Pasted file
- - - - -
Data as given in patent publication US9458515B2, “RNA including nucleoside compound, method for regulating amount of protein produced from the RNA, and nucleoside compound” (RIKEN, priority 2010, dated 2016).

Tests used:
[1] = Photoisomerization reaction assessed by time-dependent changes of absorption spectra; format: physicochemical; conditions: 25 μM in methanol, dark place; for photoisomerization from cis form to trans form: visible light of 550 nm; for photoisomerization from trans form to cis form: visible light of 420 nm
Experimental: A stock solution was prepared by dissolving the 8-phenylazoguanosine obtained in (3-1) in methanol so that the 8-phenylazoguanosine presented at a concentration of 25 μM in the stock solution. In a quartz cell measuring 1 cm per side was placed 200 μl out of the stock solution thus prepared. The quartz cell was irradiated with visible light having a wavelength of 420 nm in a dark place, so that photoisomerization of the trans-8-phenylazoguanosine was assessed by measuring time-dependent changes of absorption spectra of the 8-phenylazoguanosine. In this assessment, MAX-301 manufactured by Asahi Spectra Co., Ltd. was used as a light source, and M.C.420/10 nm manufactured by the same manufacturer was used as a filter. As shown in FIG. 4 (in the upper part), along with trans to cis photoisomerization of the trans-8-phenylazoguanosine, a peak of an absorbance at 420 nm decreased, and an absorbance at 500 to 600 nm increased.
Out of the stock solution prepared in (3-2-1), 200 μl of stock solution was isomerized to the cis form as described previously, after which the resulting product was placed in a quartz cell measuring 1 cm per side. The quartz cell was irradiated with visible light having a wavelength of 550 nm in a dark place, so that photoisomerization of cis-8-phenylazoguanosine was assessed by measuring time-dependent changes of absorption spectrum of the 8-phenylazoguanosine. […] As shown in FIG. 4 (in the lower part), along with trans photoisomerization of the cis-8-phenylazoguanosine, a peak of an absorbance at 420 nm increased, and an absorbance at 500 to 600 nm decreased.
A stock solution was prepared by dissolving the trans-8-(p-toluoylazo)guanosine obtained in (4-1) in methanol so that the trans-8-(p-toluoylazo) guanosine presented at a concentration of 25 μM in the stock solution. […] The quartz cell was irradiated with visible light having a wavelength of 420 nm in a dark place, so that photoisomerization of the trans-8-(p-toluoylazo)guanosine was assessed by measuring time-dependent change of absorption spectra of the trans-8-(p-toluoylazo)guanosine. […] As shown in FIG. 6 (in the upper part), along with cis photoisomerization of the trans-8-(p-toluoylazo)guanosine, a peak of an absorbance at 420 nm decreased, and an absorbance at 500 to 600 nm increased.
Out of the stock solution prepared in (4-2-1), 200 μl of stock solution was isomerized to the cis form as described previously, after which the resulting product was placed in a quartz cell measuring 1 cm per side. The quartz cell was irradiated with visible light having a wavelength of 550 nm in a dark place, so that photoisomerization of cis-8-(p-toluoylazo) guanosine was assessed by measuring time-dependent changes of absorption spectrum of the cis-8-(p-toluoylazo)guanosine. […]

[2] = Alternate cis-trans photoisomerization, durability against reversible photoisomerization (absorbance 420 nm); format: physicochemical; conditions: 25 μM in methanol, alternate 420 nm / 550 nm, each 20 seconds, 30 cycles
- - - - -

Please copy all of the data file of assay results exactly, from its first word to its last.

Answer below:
Data as given in patent publication US9458515B2, “RNA including nucleoside compound, method for regulating amount of protein produced from the RNA, and nucleoside compound” (RIKEN, priority 2010, dated 2016).

Tests used:
[1] = Photoisomerization reaction assessed by time-dependent changes of absorption spectra; format: physicochemical; conditions: 25 μM in methanol, dark place; for photoisomerization from cis form to trans form: visible light of 550 nm; for photoisomerization from trans form to cis form: visible light of 420 nm
Experimental: A stock solution was prepared by dissolving the 8-phenylazoguanosine obtained in (3-1) in methanol so that the 8-phenylazoguanosine presented at a concentration of 25 μM in the stock solution. In a quartz cell measuring 1 cm per side was placed 200 μl out of the stock solution thus prepared. The quartz cell was irradiated with visible light having a wavelength of 420 nm in a dark place, so that photoisomerization of the trans-8-phenylazoguanosine was assessed by measuring time-dependent changes of absorption spectra of the 8-phenylazoguanosine. In this assessment, MAX-301 manufactured by Asahi Spectra Co., Ltd. was used as a light source, and M.C.420/10 nm manufactured by the same manufacturer was used as a filter. As shown in FIG. 4 (in the upper part), along with trans to cis photoisomerization of the trans-8-phenylazoguanosine, a peak of an absorbance at 420 nm decreased, and an absorbance at 500 to 600 nm increased.
Out of the stock solution prepared in (3-2-1), 200 μl of stock solution was isomerized to the cis form as described previously, after which the resulting product was placed in a quartz cell measuring 1 cm per side. The quartz cell was irradiated with visible light having a wavelength of 550 nm in a dark place, so that photoisomerization of cis-8-phenylazoguanosine was assessed by measuring time-dependent changes of absorption spectrum of the 8-phenylazoguanosine. […] As shown in FIG. 4 (in the lower part), along with trans photoisomerization of the cis-8-phenylazoguanosine, a peak of an absorbance at 420 nm increased, and an absorbance at 500 to 600 nm decreased.
A stock solution was prepared by dissolving the trans-8-(p-toluoylazo)guanosine obtained in (4-1) in methanol so that the trans-8-(p-toluoylazo) guanosine presented at a concentration of 25 μM in the stock solution. […] The quartz cell was irradiated with visible light having a wavelength of 420 nm in a dark place, so that photoisomerization of the trans-8-(p-toluoylazo)guanosine was assessed by measuring time-dependent change of absorption spectra of the trans-8-(p-toluoylazo)guanosine. […] As shown in FIG. 6 (in the upper part), along with cis photoisomerization of the trans-8-(p-toluoylazo)guanosine, a peak of an absorbance at 420 nm decreased, and an absorbance at 500 to 600 nm increased.
Out of the stock solution prepared in (4-2-1), 200 μl of stock solution was isomerized to the cis form as described previously, after which the resulting product was placed in a quartz cell measuring 1 cm per side. The quartz cell was irradiated with visible light having a wavelength of 550 nm in a dark place, so that photoisomerization of cis-8-(p-toluoylazo) guanosine was assessed by measuring time-dependent changes of absorption spectrum of the cis-8-(p-toluoylazo)guanosine. […]

[2] = Alternate cis-trans photoisomerization, durability against reversible photoisomerization (absorbance 420 nm); format: physicochemical; conditions: 25 μM in methanol, alternate 420 nm / 550 nm, each 20 seconds, 30 cycles